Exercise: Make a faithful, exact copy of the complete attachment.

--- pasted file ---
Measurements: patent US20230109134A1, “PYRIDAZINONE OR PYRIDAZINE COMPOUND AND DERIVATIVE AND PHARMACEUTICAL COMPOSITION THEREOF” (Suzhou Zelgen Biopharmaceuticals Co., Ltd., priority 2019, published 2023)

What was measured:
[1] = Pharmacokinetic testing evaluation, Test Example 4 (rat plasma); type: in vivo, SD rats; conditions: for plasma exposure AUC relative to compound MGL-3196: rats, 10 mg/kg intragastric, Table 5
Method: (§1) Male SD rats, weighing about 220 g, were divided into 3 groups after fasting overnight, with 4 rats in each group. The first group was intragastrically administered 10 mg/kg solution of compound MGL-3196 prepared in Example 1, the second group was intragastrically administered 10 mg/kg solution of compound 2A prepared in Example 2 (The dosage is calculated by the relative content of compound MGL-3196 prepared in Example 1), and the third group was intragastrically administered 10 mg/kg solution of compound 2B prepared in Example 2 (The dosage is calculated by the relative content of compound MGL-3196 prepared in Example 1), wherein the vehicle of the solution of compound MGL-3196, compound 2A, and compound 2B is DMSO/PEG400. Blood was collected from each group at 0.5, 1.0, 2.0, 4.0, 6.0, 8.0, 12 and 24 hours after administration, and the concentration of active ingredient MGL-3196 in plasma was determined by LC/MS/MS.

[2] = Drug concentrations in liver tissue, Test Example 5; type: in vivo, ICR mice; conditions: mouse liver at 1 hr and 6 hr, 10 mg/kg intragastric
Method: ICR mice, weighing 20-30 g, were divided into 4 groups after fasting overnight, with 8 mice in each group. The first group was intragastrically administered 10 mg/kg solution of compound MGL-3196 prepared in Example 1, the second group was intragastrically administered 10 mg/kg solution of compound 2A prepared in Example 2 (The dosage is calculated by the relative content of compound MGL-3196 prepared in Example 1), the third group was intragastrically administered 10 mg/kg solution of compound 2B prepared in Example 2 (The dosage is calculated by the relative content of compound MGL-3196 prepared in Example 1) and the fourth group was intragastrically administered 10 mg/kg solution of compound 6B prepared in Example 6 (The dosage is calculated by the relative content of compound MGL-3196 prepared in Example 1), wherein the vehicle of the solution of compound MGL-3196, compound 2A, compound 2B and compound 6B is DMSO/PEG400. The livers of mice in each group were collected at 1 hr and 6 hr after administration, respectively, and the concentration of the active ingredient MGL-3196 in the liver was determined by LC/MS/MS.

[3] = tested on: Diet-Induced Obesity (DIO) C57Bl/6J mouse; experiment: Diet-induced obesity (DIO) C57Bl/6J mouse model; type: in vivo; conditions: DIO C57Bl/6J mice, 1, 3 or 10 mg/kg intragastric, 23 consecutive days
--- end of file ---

Measurements: patent US20230109134A1, “PYRIDAZINONE OR PYRIDAZINE COMPOUND AND DERIVATIVE AND PHARMACEUTICAL COMPOSITION THEREOF” (Suzhou Zelgen Biopharmaceuticals Co., Ltd., priority 2019, published 2023)

What was measured:
[1] = Pharmacokinetic testing evaluation, Test Example 4 (rat plasma); type: in vivo, SD rats; conditions: for plasma exposure AUC relative to compound MGL-3196: rats, 10 mg/kg intragastric, Table 5
Method: (§1) Male SD rats, weighing about 220 g, were divided into 3 groups after fasting overnight, with 4 rats in each group. The first group was intragastrically administered 10 mg/kg solution of compound MGL-3196 prepared in Example 1, the second group was intragastrically administered 10 mg/kg solution of compound 2A prepared in Example 2 (The dosage is calculated by the relative content of compound MGL-3196 prepared in Example 1), and the third group was intragastrically administered 10 mg/kg solution of compound 2B prepared in Example 2 (The dosage is calculated by the relative content of compound MGL-3196 prepared in Example 1), wherein the vehicle of the solution of compound MGL-3196, compound 2A, and compound 2B is DMSO/PEG400. Blood was collected from each group at 0.5, 1.0, 2.0, 4.0, 6.0, 8.0, 12 and 24 hours after administration, and the concentration of active ingredient MGL-3196 in plasma was determined by LC/MS/MS.

[2] = Drug concentrations in liver tissue, Test Example 5; type: in vivo, ICR mice; conditions: mouse liver at 1 hr and 6 hr, 10 mg/kg intragastric
Method: ICR mice, weighing 20-30 g, were divided into 4 groups after fasting overnight, with 8 mice in each group. The first group was intragastrically administered 10 mg/kg solution of compound MGL-3196 prepared in Example 1, the second group was intragastrically administered 10 mg/kg solution of compound 2A prepared in Example 2 (The dosage is calculated by the relative content of compound MGL-3196 prepared in Example 1), the third group was intragastrically administered 10 mg/kg solution of compound 2B prepared in Example 2 (The dosage is calculated by the relative content of compound MGL-3196 prepared in Example 1) and the fourth group was intragastrically administered 10 mg/kg solution of compound 6B prepared in Example 6 (The dosage is calculated by the relative content of compound MGL-3196 prepared in Example 1), wherein the vehicle of the solution of compound MGL-3196, compound 2A, compound 2B and compound 6B is DMSO/PEG400. The livers of mice in each group were collected at 1 hr and 6 hr after administration, respectively, and the concentration of the active ingredient MGL-3196 in the liver was determined by LC/MS/MS.

[3] = tested on: Diet-Induced Obesity (DIO) C57Bl/6J mouse; experiment: Diet-induced obesity (DIO) C57Bl/6J mouse model; type: in vivo; conditions: DIO C57Bl/6J mice, 1, 3 or 10 mg/kg intragastric, 23 consecutive days